Movie Review: Joker - An Essay on Morality

My initial thought when the credits rolled on Joker was “I feel dirty.”

Dirty is a word we associate with uncleanliness, sometimes even disgust. I wasn’t disgusted with this movie, but I was disgusted at the crowd’s reception, a reaction that resulted in laughter when people were killed brutally or when someone was being beaten. When I read the reviews and reactions for Joker at the Venice Film Festival and even after that festival, I thought to myself,

“This movie is going to be insane. It’s going to be a true character study. An honest masterpiece of comic book film.”

I wasn’t wrong, but what I didn’t expect was how controversial the writing and storytelling would be. I would like to give forewarning and say upfront that this movie is incredibly good from a cinematic standpoint. However, many people are not viewing it for what it should be.

“A gritty character study of Arthur Fleck, a man disregarded by society.” - Joker (2019) Plot Synopsis.

Where do we draw the line on what is morally right or wrong?

That is the question that is laid at the audience’s feet over and over again in Joker. It’s a simple question and almost any human with emotion or some understanding can agree that something that is “right” is something that is “good” and something that is “wrong” is something that is “bad.” It’s a simple enough understanding that even children can comprehend. What Todd Phillips does in this film is blur that line continually without any doubt that what he is doing can have negative connotations.

Am I saying that Todd Phillips was wrong for what he included and portrayed in this movie? The short answer is no. But what I can say is that he tiptoes and weaves in and out of an area that is so clearly wrong and forces it to be considered and perceived as grey.
The moment you feel pity for Arthur Fleck is the moment he gains humanity. The moment he kills someone, however, is the moment our brains should click and register that he has stepped over a line that should no longer put him in the right. When watching a movie like John Wick where the action and brutality is an 11 out of 10, our brains immediately register it as fake or fantastical or even so absurd it’s not real.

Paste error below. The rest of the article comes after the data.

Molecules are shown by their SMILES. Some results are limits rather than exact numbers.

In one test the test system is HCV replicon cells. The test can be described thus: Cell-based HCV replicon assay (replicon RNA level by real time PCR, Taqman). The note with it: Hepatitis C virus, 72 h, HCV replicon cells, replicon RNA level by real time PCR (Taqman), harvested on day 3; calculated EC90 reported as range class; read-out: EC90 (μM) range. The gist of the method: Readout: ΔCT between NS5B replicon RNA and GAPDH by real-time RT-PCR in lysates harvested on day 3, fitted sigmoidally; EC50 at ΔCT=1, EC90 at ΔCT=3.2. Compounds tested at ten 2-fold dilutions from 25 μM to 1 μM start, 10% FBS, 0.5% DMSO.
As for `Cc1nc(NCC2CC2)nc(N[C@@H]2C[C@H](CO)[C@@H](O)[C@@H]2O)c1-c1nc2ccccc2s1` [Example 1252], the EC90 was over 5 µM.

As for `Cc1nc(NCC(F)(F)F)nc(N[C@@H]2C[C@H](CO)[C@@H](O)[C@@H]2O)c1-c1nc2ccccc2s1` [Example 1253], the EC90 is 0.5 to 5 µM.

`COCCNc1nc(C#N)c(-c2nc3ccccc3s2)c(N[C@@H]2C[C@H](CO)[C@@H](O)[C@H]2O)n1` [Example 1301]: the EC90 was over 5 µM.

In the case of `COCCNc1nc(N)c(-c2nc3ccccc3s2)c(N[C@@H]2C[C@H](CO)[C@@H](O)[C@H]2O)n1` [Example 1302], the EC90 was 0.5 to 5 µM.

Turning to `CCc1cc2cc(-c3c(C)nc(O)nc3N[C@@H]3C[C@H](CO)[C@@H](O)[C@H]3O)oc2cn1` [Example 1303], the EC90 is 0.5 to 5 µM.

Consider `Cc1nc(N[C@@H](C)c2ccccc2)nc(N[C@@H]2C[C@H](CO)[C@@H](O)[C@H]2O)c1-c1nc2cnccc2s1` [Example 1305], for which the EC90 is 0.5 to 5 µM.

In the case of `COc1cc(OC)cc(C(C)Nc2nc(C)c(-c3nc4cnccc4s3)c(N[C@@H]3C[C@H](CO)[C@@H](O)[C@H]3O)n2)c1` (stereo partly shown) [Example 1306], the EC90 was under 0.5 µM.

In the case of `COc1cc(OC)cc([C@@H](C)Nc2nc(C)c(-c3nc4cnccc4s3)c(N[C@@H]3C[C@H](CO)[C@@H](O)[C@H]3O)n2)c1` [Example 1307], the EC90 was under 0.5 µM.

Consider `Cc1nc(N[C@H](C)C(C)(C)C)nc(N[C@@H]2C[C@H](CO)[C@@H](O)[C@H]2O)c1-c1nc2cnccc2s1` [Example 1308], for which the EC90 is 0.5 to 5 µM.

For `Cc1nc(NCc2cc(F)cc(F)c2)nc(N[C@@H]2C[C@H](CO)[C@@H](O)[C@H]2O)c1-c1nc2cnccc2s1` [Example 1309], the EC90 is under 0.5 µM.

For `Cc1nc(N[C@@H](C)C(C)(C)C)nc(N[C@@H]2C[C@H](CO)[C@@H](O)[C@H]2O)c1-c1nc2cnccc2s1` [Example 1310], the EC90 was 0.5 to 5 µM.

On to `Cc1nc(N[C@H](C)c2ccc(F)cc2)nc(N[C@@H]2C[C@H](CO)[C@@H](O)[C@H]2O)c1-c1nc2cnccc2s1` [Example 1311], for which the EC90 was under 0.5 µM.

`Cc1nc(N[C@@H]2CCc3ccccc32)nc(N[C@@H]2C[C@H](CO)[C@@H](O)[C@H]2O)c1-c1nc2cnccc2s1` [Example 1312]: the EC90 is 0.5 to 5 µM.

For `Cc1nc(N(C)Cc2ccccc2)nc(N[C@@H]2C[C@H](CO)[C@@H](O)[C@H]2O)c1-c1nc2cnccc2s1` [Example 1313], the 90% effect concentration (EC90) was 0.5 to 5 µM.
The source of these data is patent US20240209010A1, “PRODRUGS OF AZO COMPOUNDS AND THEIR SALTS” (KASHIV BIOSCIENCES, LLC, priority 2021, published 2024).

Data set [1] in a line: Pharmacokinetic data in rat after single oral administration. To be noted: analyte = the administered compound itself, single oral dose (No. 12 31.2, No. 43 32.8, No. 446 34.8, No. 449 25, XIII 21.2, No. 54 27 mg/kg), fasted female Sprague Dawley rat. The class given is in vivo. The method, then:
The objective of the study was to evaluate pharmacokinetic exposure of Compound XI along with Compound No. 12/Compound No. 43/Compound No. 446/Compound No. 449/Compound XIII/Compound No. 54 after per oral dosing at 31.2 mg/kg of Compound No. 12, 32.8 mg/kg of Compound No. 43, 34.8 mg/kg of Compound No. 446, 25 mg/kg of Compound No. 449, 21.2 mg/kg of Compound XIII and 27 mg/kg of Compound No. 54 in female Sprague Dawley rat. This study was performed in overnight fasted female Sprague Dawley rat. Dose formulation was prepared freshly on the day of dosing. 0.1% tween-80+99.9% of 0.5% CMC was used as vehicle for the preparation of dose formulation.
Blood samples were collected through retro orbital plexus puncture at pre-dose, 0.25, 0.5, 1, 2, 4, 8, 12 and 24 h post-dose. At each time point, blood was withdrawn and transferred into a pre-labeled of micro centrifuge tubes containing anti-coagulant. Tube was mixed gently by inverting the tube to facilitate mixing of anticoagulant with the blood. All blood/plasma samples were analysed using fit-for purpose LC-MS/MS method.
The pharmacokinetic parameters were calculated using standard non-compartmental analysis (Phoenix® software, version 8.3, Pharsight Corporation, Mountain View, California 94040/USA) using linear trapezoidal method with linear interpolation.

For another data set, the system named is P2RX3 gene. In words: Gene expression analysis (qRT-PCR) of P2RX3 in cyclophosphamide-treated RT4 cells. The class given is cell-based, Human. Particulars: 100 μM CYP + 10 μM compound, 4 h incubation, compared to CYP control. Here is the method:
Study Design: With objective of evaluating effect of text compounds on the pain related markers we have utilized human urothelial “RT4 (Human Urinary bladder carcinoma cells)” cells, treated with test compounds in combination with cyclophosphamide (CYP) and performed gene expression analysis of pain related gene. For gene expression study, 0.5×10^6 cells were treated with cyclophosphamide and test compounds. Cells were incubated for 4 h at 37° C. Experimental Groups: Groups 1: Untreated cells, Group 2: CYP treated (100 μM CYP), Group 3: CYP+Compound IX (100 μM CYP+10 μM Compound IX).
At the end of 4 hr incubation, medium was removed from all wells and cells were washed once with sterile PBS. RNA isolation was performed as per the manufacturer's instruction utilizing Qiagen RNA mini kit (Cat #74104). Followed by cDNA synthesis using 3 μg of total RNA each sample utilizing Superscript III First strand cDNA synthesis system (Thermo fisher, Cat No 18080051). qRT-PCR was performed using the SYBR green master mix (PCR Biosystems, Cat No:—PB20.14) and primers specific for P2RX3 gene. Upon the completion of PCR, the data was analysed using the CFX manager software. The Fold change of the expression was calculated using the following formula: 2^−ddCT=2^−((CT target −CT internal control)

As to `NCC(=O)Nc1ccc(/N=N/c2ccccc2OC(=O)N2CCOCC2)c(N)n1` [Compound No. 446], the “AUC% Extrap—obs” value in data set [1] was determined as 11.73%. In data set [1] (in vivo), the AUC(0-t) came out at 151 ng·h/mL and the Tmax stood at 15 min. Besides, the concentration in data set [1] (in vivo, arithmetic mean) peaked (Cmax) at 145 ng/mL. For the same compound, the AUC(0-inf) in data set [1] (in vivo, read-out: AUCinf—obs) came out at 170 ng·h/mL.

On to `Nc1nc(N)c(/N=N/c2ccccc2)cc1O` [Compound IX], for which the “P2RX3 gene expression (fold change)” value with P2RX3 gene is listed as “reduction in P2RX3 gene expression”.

Joker, however, doesn’t establish those boundaries at all. Here we have a man who is mentally ill and is being influenced immensely by his mentally ill mother. It’s a situation that, unfortunately, many real-life people go through. Whether it is family members with depression, bipolar disorder, or even schizophrenia.

What the film does get right is its commentary on how society treats mental illnesses. One phrase that Arthur writes in his journal is, “The worst part of having a mental illness is people expect you to behave as if you don't.” This statement, as unfortunate and sad as it is, is a reality for many people. It doesn’t reinforce violence, murder, or rage, but it does present commentary on how many perceive mental illnesses.
However, the actions that ensue because of his mental illnesses are so ultra-violent that it passes the line drawn in the sand. That very well could be the point of Joker - passing the line that was drawn. Throughout the movie, aside from feeling pity or sorrow for our main character, we also get a glimpse into how it affects others. The way that characters perceive Arthur is as a threat or that he is a wounded individual. Arthur is awkward, and thus his conversations are tense and awkward.

Tense is a good word to describe the entirety of the writing for Joker. Despite its controversy and blurred lines, it does a phenomenal job of gripping the audience and manipulating the atmosphere not only in the film but in the theater. For better or worse, this movie perfectly captures what a psychological thriller should harness.

As this analysis comes to a close, I’d like to highlight the technical aspects of Joker. One of those being the gorgeous cinematography. The camera work and lighting is utterly breathtaking and propels this movie into an achievement seldom reached in the comic book genre.
With almost no noticeable CGI or digital effects present, the production design and make-up departments do stellar work that heightens the tone and feel of Joker. Very rarely does a film capture and immerse the viewer completely. Discrepancies and flaws plague movies and television more than ever. To see a movie with no noticeable discrepancies is fantastic.

In closing, while I feel Joker could have conveyed its messages in a way that didn’t glorify as much as it condemned its own actions, I truly believe it is a forerunner of change in films. Not only for comic book movies, but also thrillers and crime movies. It’s successfully developed a character that can be analyzed from many different angles and has earned its place in the awards season.

For all its controversy and for all its faults, its commentary is important. However, some of its contents may be even unnecessary to the extent they're taken to. Thus leaving us with a film that is and surely has been overshadowed by its own glorification and condemnation.

Rated R for strong bloody violence, disturbing behavior, language and brief sexual images.

(Review by Everett Shirey)


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